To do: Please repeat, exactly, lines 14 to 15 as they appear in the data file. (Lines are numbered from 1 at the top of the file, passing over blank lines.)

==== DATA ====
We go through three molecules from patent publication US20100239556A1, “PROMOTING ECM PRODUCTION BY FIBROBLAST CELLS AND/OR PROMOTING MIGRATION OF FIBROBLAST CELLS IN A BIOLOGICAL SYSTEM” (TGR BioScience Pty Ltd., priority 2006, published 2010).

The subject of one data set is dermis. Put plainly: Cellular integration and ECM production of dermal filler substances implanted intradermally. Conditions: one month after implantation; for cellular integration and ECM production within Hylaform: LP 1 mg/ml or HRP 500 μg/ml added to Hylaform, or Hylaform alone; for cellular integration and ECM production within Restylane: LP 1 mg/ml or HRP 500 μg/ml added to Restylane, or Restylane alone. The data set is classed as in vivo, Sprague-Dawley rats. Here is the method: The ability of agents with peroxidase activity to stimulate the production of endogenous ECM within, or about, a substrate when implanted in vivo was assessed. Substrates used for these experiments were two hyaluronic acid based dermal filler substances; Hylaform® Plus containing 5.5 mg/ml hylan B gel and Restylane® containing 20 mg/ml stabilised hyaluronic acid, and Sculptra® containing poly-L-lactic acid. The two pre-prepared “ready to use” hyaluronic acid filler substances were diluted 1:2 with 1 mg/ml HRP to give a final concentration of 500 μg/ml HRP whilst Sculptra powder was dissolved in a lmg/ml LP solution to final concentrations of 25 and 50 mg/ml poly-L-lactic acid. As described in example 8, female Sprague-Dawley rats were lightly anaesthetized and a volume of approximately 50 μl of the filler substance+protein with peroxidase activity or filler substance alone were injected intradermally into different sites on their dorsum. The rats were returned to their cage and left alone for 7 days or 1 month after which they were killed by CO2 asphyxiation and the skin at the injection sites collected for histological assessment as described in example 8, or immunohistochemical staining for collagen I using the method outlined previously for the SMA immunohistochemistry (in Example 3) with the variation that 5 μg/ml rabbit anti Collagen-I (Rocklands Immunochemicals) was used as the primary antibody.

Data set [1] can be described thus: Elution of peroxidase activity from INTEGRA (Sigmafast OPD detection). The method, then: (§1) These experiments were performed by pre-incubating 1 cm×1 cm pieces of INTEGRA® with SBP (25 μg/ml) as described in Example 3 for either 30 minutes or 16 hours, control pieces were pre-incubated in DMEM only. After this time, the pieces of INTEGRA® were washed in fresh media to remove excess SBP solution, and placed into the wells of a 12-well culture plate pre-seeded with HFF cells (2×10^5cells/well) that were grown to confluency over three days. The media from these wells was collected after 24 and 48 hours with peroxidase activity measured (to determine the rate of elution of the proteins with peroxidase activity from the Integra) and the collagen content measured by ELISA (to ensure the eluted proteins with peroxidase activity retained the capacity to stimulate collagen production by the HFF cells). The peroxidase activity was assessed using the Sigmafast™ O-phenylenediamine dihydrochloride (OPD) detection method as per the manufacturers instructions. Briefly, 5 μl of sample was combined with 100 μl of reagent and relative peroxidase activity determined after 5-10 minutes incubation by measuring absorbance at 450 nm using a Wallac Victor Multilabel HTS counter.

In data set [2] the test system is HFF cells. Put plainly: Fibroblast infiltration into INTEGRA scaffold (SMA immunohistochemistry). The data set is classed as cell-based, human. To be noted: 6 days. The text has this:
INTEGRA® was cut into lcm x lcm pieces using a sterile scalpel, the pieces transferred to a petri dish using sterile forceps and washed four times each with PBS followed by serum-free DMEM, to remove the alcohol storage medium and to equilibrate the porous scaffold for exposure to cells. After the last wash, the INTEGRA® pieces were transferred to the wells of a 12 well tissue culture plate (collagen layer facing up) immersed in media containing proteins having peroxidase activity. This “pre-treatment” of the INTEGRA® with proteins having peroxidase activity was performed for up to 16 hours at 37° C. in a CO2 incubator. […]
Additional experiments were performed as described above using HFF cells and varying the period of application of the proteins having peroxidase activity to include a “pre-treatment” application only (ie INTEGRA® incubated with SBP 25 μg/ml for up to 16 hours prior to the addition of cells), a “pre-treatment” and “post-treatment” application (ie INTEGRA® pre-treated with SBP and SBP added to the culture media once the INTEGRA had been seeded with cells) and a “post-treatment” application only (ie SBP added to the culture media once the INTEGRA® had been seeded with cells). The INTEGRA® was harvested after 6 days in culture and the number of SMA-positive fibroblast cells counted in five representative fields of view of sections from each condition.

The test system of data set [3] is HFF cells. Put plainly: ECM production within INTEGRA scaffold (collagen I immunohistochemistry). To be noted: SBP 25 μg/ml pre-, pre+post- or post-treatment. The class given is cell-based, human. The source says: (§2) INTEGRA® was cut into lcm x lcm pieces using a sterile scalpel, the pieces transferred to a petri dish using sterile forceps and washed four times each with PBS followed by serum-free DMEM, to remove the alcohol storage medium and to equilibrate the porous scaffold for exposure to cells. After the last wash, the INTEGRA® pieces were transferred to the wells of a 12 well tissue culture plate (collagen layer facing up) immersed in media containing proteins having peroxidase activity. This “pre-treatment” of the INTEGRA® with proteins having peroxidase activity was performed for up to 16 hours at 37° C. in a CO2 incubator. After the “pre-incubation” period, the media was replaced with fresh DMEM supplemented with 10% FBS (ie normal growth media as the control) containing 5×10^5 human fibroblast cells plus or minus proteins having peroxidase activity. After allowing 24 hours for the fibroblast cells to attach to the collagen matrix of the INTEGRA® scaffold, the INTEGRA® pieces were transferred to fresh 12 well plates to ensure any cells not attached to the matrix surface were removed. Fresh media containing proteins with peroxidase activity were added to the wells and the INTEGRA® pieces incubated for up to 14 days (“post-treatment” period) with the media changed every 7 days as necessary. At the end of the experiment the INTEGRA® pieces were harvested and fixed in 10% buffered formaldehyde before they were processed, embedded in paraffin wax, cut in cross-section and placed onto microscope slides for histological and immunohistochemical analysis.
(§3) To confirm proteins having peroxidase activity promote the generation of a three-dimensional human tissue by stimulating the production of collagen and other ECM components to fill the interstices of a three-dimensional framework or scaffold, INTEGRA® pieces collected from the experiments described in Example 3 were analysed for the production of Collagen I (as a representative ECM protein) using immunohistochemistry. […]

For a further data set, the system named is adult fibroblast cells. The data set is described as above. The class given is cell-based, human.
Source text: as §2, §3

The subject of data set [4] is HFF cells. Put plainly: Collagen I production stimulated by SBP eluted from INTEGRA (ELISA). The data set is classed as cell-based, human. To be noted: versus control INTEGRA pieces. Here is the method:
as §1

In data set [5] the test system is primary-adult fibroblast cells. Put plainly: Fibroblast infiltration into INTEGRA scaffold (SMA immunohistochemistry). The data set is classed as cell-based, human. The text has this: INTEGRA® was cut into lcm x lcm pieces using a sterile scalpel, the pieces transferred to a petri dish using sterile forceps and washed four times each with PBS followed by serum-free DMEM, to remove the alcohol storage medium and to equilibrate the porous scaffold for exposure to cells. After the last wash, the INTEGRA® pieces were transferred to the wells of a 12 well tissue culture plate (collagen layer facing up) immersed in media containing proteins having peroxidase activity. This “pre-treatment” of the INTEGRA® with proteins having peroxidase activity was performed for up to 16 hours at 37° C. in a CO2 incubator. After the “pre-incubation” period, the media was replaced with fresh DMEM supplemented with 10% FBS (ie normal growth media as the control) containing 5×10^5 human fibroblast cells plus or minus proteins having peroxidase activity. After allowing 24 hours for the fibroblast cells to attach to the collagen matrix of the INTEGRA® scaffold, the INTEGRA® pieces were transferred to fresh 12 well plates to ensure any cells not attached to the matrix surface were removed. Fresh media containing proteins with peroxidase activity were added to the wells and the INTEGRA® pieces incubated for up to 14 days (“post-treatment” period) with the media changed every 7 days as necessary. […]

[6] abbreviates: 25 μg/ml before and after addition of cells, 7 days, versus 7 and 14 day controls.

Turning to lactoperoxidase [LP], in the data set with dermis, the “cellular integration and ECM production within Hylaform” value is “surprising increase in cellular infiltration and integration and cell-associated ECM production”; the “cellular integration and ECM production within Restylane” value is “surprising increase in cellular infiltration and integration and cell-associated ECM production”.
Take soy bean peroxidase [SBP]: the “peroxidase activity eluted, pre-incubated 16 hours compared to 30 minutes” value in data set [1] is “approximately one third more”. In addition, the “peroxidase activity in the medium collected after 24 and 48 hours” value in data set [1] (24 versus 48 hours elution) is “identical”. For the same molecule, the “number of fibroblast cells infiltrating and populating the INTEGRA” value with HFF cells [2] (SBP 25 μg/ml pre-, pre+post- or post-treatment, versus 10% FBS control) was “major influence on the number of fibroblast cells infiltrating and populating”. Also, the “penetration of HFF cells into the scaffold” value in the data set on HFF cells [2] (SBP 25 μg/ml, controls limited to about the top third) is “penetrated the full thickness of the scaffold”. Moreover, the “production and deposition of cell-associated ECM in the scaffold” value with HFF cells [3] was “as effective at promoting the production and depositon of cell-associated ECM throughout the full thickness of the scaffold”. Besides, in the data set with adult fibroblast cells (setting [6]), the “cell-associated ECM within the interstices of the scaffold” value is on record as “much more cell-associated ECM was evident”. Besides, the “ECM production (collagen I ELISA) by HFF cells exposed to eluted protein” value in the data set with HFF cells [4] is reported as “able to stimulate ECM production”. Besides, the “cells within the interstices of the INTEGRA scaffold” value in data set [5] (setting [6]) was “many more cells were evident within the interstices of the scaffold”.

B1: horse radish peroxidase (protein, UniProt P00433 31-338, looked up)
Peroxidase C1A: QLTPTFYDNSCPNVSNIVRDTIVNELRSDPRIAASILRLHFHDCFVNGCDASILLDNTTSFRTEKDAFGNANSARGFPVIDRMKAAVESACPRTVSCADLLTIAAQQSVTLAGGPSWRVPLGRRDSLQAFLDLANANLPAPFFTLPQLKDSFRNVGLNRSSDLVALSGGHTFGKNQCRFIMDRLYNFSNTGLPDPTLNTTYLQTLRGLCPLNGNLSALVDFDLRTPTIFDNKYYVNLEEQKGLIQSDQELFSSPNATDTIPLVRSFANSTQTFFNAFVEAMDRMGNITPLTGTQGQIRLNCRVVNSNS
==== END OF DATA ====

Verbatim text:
[6] abbreviates: 25 μg/ml before and after addition of cells, 7 days, versus 7 and 14 day controls.

Turning to lactoperoxidase [LP], in the data set with dermis, the “cellular integration and ECM production within Hylaform” value is “surprising increase in cellular infiltration and integration and cell-associated ECM production”; the “cellular integration and ECM production within Restylane” value is “surprising increase in cellular infiltration and integration and cell-associated ECM production”.